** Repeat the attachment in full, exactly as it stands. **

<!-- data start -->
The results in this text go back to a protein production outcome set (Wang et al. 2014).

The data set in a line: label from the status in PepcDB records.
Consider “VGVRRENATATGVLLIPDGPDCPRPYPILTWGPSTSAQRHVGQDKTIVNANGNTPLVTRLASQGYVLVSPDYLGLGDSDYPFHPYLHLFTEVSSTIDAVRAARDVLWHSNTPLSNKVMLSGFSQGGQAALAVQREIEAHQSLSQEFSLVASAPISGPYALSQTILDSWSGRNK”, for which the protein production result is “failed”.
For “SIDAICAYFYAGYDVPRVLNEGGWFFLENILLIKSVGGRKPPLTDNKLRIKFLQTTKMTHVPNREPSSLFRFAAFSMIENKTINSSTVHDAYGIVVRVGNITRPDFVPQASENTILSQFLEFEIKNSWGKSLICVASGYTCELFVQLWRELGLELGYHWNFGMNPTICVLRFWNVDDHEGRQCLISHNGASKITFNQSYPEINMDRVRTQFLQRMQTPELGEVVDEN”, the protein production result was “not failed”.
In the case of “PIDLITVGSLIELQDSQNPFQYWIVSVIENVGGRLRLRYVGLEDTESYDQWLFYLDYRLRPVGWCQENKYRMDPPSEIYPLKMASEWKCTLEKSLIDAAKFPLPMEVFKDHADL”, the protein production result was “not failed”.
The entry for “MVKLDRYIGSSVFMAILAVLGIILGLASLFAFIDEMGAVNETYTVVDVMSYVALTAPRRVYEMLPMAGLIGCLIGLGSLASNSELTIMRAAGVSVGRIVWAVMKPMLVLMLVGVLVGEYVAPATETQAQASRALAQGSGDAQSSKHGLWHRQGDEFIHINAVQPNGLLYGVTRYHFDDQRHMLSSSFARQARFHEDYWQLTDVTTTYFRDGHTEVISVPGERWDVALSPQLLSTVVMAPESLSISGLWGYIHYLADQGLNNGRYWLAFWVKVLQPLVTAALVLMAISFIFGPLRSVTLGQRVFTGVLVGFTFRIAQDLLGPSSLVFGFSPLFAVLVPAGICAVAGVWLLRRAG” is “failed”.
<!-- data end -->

The results in this text go back to a protein production outcome set (Wang et al. 2014).

The data set in a line: label from the status in PepcDB records.
Consider “VGVRRENATATGVLLIPDGPDCPRPYPILTWGPSTSAQRHVGQDKTIVNANGNTPLVTRLASQGYVLVSPDYLGLGDSDYPFHPYLHLFTEVSSTIDAVRAARDVLWHSNTPLSNKVMLSGFSQGGQAALAVQREIEAHQSLSQEFSLVASAPISGPYALSQTILDSWSGRNK”, for which the protein production result is “failed”.
For “SIDAICAYFYAGYDVPRVLNEGGWFFLENILLIKSVGGRKPPLTDNKLRIKFLQTTKMTHVPNREPSSLFRFAAFSMIENKTINSSTVHDAYGIVVRVGNITRPDFVPQASENTILSQFLEFEIKNSWGKSLICVASGYTCELFVQLWRELGLELGYHWNFGMNPTICVLRFWNVDDHEGRQCLISHNGASKITFNQSYPEINMDRVRTQFLQRMQTPELGEVVDEN”, the protein production result was “not failed”.
In the case of “PIDLITVGSLIELQDSQNPFQYWIVSVIENVGGRLRLRYVGLEDTESYDQWLFYLDYRLRPVGWCQENKYRMDPPSEIYPLKMASEWKCTLEKSLIDAAKFPLPMEVFKDHADL”, the protein production result was “not failed”.
The entry for “MVKLDRYIGSSVFMAILAVLGIILGLASLFAFIDEMGAVNETYTVVDVMSYVALTAPRRVYEMLPMAGLIGCLIGLGSLASNSELTIMRAAGVSVGRIVWAVMKPMLVLMLVGVLVGEYVAPATETQAQASRALAQGSGDAQSSKHGLWHRQGDEFIHINAVQPNGLLYGVTRYHFDDQRHMLSSSFARQARFHEDYWQLTDVTTTYFRDGHTEVISVPGERWDVALSPQLLSTVVMAPESLSISGLWGYIHYLADQGLNNGRYWLAFWVKVLQPLVTAALVLMAISFIFGPLRSVTLGQRVFTGVLVGFTFRIAQDLLGPSSLVFGFSPLFAVLVPAGICAVAGVWLLRRAG” is “failed”.